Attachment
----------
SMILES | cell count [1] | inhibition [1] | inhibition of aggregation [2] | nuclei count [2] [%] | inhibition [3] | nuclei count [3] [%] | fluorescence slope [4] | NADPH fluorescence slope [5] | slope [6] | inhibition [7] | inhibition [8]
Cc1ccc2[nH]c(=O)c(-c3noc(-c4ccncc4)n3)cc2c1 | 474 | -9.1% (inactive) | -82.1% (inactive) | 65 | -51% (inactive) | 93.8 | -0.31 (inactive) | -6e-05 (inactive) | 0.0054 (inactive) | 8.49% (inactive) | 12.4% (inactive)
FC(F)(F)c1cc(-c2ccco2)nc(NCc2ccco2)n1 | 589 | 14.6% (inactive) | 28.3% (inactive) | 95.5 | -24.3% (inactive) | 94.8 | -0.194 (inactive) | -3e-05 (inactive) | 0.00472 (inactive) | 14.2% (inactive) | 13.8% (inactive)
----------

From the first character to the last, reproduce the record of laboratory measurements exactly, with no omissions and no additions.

SMILES | cell count [1] | inhibition [1] | inhibition of aggregation [2] | nuclei count [2] [%] | inhibition [3] | nuclei count [3] [%] | fluorescence slope [4] | NADPH fluorescence slope [5] | slope [6] | inhibition [7] | inhibition [8]
Cc1ccc2[nH]c(=O)c(-c3noc(-c4ccncc4)n3)cc2c1 | 474 | -9.1% (inactive) | -82.1% (inactive) | 65 | -51% (inactive) | 93.8 | -0.31 (inactive) | -6e-05 (inactive) | 0.0054 (inactive) | 8.49% (inactive) | 12.4% (inactive)
FC(F)(F)c1cc(-c2ccco2)nc(NCc2ccco2)n1 | 589 | 14.6% (inactive) | 28.3% (inactive) | 95.5 | -24.3% (inactive) | 94.8 | -0.194 (inactive) | -3e-05 (inactive) | 0.00472 (inactive) | 14.2% (inactive) | 13.8% (inactive)